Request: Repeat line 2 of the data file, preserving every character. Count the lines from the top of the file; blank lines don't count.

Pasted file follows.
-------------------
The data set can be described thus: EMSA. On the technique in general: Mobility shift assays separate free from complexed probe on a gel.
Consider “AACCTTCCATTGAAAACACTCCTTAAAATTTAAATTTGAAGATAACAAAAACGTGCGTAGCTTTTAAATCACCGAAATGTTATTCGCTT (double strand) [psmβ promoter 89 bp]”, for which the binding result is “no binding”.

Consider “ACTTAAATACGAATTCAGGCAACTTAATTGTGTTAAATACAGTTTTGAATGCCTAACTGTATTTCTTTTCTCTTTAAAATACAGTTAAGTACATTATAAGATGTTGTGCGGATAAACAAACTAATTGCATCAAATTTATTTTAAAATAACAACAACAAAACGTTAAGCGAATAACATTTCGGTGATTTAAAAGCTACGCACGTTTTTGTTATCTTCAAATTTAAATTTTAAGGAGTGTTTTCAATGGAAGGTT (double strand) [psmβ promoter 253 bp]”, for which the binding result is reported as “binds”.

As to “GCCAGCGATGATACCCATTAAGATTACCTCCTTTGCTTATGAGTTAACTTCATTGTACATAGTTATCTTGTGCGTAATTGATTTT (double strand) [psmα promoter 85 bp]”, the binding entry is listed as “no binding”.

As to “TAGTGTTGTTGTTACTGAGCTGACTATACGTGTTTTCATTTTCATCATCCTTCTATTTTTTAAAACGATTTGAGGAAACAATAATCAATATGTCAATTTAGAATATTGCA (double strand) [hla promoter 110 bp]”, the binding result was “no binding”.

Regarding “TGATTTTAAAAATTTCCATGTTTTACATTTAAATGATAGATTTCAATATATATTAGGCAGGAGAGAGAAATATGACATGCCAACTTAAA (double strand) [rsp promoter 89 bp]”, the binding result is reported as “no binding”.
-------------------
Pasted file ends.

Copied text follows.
Consider “AACCTTCCATTGAAAACACTCCTTAAAATTTAAATTTGAAGATAACAAAAACGTGCGTAGCTTTTAAATCACCGAAATGTTATTCGCTT (double strand) [psmβ promoter 89 bp]”, for which the binding result is “no binding”.